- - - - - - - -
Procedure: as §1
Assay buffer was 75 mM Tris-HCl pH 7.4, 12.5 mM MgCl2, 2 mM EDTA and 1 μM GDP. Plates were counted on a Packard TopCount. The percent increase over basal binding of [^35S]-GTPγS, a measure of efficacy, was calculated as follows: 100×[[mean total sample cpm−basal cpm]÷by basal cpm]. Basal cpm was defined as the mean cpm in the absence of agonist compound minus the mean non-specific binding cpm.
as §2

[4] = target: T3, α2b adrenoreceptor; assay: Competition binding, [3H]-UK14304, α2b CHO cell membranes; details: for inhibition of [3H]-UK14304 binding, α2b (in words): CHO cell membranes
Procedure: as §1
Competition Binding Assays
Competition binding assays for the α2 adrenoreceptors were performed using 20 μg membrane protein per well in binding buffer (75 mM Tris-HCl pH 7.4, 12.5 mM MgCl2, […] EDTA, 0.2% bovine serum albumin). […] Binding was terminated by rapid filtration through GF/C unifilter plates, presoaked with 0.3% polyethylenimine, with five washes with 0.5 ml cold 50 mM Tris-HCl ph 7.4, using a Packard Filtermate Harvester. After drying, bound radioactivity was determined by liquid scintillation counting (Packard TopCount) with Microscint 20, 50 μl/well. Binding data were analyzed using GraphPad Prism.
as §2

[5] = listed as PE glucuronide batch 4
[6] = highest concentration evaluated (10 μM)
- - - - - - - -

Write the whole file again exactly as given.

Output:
Procedure: as §1
Assay buffer was 75 mM Tris-HCl pH 7.4, 12.5 mM MgCl2, 2 mM EDTA and 1 μM GDP. Plates were counted on a Packard TopCount. The percent increase over basal binding of [^35S]-GTPγS, a measure of efficacy, was calculated as follows: 100×[[mean total sample cpm−basal cpm]÷by basal cpm]. Basal cpm was defined as the mean cpm in the absence of agonist compound minus the mean non-specific binding cpm.
as §2

[4] = target: T3, α2b adrenoreceptor; assay: Competition binding, [3H]-UK14304, α2b CHO cell membranes; details: for inhibition of [3H]-UK14304 binding, α2b (in words): CHO cell membranes
Procedure: as §1
Competition Binding Assays
Competition binding assays for the α2 adrenoreceptors were performed using 20 μg membrane protein per well in binding buffer (75 mM Tris-HCl pH 7.4, 12.5 mM MgCl2, […] EDTA, 0.2% bovine serum albumin). […] Binding was terminated by rapid filtration through GF/C unifilter plates, presoaked with 0.3% polyethylenimine, with five washes with 0.5 ml cold 50 mM Tris-HCl ph 7.4, using a Packard Filtermate Harvester. After drying, bound radioactivity was determined by liquid scintillation counting (Packard TopCount) with Microscint 20, 50 μl/well. Binding data were analyzed using GraphPad Prism.
as §2

[5] = listed as PE glucuronide batch 4
[6] = highest concentration evaluated (10 μM)